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L.A. has drawn headlines in recent months for its plan to put a body camera on every officer who works in the field. Smaller agencies use body cameras and bigger agencies are testing them out, but the LAPD is poised to become the largest in the country to deploy the devices on a large scale.
"This is great news for Los Angeles," Cmdr. Andrew Smith, an LAPD spokesman, said about the federal funding. "These 700 cameras will help move us forward to our goal."
The city has plans to buy about 7,000 body cameras, using money from city coffers but also outside grants. About 860 cameras were already purchased with private donations and are now being rolled out to some divisions.
As the heated national debate over policing continues, more agencies are exploring the use of body cameras as a way to help build public trust in policing. Advocates say the devices can help bring clarity to controversial encounters, guard against officer misconduct and clear those falsely accused of wrongdoing.
Last year, President Obama earmarked federal funds to help local police agencies purchase the devices, part of his efforts to strengthen fraught relationships between police and communities after a series of high-profile killings by officers.
The LAPD was one of 285 agencies to request funding, according to the Department of Justice. Only 73 agencies received awards, ranging from $9,523 allocated to the 9,500-person Wilkinson County in Georgia, to the $1 million given to the LAPD and five other agencies.
Steve Soboroff, vice president of the Los Angeles Police Commission who spearheaded efforts to bring body cameras to the LAPD, had a three-word comment after Monday's announcement.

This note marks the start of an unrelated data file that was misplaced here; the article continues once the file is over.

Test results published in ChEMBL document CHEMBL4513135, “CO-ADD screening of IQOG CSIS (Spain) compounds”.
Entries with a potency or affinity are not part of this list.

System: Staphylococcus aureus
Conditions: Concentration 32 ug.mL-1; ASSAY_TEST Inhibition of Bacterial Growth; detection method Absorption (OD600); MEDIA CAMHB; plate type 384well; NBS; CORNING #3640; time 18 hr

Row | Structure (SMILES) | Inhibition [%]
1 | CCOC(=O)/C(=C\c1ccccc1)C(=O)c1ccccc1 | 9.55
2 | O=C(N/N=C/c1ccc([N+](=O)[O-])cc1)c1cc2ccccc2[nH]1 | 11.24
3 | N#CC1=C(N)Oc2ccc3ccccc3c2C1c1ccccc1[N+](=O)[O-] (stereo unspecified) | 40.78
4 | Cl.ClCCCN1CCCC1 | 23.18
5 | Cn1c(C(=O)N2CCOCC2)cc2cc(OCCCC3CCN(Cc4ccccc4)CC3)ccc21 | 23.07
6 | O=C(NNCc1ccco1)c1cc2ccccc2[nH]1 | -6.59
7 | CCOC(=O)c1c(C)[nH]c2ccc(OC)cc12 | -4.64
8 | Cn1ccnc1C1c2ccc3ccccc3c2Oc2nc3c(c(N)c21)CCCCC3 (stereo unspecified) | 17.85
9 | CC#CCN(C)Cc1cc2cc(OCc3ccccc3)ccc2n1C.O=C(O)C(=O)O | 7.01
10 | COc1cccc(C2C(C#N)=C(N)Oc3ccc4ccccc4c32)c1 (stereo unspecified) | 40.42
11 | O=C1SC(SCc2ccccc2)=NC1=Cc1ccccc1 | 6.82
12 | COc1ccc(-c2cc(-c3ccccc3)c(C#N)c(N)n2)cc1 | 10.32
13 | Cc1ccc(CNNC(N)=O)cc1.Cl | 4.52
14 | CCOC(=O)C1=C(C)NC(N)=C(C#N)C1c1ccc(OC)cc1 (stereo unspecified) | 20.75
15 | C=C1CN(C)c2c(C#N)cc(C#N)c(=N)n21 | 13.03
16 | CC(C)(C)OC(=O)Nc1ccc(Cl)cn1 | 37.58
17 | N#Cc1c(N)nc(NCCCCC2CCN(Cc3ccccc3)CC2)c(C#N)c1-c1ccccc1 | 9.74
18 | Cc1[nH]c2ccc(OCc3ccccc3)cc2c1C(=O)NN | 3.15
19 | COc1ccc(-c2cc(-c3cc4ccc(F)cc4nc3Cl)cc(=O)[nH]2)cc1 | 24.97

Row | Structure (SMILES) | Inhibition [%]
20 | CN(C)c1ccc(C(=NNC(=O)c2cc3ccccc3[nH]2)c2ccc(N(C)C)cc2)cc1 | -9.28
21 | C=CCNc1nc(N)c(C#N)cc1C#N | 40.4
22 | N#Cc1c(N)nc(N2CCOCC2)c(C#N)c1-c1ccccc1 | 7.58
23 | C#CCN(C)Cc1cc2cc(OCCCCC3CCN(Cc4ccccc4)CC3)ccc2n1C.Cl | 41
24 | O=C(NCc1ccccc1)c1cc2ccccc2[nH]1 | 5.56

"Proud and thankful!" he wrote.
But not everyone was glad to see the LAPD on the list.
Earlier this month, the American Civil Liberties Union sent the Department of Justice a letter urging the department not to give the LAPD money for body cameras. The 11-page letter was the latest in which the civil liberties organization voiced its concerns over the LAPD's use of the cameras -- specifically, the decision not to release the footage unless required in court.
"We believe that the LAPD's policy does not promote — and in fact undermines — the goals of transparency, accountability and creation of public trust that body-worn cameras should serve," senior staff attorney Peter Bibring wrote to the Department of Justice.
On Monday, the executive director of the ACLU's Southern California chapter said the group was "extremely disappointed" by the Department of Justice's decision.
"The Justice Department announced funding for body camera programs as a means to help increase transparency and build public trust," Hector Villagra said in a statement. "Yet it has chosen to fund a department with body camera policies that are at odds with those goals and instead maintain secrecy and sow distrust."